thorough estimates for both
anticipated reimbursement and CoGS.
This can be developed to map out a
full development and sales pathway for
cell therapy products and provide a
clear picture of the products fit within
a companys structure.
Dawn Driscoll, MBA, PhD, is chair of ISCTs
Business Models, Reimbursement, and CoGS
subcommittee as well as principal of
DCi Biotech Inc., 1-215-847-0777 or 61-4-
For Further Reading
For more discussion on the topics raised
here, see Building from the Ground Up by
S. Anne Montgomery in the accompanying
March 2011 issue of BioProcess International.
50 BioProcess International MARCH 2011 SUPPLEMENT
Industry Educational Platforms
Drive Commercialization Objectives
An Interview with Tracie Lodie of ISCT
by Maribel Rios
ithin the International
Society for Cellular
Therapys (ISCTs)
Industry Commercialization
committee, Tracey Lodie, director of
immunology and stem cell biology at
Genzyme, chairs the Industry
Education subcommittee, which was
established in May 2010. In an
interview with BPI, she described the
subcommittees objectives and how
they tie into the manufacturing,
testing, and commercialization
challenges for cellular therapies.
ISCT is working toward becoming an
informational hub, acting as a resource
to de-risk cell therapy and get products
to market. We work together in four
subgroups: process/product
development, clinical development/new
product introduction, business models/
reimbursement/COG, and industry
education. We seek to aid in developing
business models from early discovery to
pre-clinical research through to clinical
development. The goal of the education
committee is to evaluate how the
industry is addressing these needs,
discovering where we find overlap with
other societies, and bringing this
information to those in the clinical
field and at the research bench.
A new goal this year for us is to
select certain disease indications that
ISCT members and cell therapy
experts felt were good areas to focus
on. There is a significant amount of
preclinical data and early clinical data
for certain disease areas. We want to
hold discussion forums that focus on
these areas with expert key opinion
leaders, including medical scientists
and regulatory experts. We want to
identify and address the holes in
technology and push the technology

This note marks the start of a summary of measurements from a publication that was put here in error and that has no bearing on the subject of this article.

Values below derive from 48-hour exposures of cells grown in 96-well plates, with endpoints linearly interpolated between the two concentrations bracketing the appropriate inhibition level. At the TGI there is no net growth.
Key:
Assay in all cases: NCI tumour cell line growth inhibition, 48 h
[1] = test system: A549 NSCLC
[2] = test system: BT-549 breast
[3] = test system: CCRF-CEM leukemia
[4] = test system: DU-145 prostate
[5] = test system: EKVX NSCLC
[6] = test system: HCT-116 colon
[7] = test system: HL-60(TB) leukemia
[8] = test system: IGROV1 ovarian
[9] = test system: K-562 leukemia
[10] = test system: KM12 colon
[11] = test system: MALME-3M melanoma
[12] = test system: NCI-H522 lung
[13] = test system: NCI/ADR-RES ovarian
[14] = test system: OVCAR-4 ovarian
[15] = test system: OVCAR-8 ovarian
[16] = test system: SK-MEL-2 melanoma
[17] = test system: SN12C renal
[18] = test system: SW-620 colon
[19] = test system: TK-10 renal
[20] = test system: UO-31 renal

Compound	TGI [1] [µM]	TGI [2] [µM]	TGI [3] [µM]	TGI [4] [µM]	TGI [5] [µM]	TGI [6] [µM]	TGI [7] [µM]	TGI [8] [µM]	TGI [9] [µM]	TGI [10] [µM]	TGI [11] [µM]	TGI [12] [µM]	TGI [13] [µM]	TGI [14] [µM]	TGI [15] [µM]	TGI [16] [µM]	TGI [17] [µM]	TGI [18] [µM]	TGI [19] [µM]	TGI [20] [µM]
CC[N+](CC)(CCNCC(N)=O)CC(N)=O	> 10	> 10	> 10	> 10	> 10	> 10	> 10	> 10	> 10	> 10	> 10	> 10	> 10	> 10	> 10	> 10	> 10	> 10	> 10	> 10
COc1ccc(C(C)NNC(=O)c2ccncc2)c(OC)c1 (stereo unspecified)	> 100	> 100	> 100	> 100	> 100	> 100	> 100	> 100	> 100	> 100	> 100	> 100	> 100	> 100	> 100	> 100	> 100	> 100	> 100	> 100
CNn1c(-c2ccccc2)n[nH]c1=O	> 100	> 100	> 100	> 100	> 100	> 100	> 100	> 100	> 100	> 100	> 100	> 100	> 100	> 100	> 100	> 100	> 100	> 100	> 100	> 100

forward in particular indications.
Once this information is available we
will disseminate it trough public
channels at ISCT.
The education committees goal is
not to promote a specific company; we
do not give out proprietary
information. We have assembled a
core group of people who want to
advance cell therapies before they
want to advance a particular product
for their company, realizing that one
persons success allows people to
piggyback on those regulatory and
clinical successes and even move on to
different indications.
Analytics: As with any company, the
main challenge for those working in
cell therapy is determining how to
manufacture product that will get
regulatory approval. In general, the
field needs to improve on cell
characterization and identification to
ensure from lot to lot that what you are
developing is actually the same
product. Its very different from an
antibody or small molecule for which
you can do standard quality assurance/
quality control analysis. Its a cell, and
there are going to be varying degrees of
differences from batch to batch simply
because of normal biologic growth.
The field is still advancing and in
need of developing additional potency
assays to discern these slight variances
from lot to lot in vitro testing to
translating into clinical efficacy. If you
had a reagent that hit a single target, I
would be able to tell you the
concentration that is the maximum
dose. But with a cell therapy, there are
always areas of gray. That is the
challenge in the field. As a committee,
we are reaching out to others in the
field and other societies to tackle these
issues and get the information out
publicly to the point that regulatory
agencies will adopt it. That is the goal.
Right now there has been such a risk
A unique and interactive print and online experience, BPIs 2011 Poster Hall is a dedicated